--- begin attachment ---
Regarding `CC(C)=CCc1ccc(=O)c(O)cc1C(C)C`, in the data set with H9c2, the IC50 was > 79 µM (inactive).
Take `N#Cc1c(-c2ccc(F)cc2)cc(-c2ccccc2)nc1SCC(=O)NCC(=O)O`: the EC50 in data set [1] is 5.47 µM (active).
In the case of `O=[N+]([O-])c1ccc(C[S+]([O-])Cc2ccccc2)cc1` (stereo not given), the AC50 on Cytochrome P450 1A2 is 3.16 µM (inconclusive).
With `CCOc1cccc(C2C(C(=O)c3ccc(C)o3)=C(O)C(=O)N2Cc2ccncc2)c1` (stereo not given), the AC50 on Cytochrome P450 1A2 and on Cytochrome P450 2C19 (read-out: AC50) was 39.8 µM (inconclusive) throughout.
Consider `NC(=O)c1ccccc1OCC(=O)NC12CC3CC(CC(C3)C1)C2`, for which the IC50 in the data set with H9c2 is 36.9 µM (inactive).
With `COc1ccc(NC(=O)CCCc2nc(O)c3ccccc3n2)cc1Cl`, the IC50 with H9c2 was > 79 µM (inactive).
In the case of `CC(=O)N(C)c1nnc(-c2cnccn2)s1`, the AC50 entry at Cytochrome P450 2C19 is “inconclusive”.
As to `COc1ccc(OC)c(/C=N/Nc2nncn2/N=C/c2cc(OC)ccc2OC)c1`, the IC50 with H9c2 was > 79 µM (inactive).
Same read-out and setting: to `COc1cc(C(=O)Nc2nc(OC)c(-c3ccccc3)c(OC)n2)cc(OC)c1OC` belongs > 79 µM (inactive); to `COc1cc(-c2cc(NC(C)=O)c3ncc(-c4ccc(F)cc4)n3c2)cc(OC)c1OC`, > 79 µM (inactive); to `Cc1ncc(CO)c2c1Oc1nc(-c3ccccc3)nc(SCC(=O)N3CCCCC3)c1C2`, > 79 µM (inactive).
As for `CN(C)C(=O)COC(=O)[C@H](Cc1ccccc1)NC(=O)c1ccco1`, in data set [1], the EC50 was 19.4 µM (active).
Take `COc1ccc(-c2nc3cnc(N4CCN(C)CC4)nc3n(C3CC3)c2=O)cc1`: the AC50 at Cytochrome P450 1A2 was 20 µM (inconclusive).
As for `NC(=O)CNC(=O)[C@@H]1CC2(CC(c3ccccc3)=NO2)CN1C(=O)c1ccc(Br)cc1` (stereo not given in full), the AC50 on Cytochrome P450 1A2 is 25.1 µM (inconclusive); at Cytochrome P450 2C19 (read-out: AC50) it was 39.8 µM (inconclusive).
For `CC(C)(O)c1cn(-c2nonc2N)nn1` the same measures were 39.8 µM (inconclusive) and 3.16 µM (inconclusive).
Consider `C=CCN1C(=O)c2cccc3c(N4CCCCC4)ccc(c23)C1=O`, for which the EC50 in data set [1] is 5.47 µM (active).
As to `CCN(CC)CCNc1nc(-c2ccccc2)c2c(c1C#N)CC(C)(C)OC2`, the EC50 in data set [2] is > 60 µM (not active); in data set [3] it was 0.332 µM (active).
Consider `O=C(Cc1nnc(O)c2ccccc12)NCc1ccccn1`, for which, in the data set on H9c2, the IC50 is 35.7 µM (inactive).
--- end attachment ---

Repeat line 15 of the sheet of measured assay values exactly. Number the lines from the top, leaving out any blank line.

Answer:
As to `CCN(CC)CCNc1nc(-c2ccccc2)c2c(c1C#N)CC(C)(C)OC2`, the EC50 in data set [2] is > 60 µM (not active); in data set [3] it was 0.332 µM (active).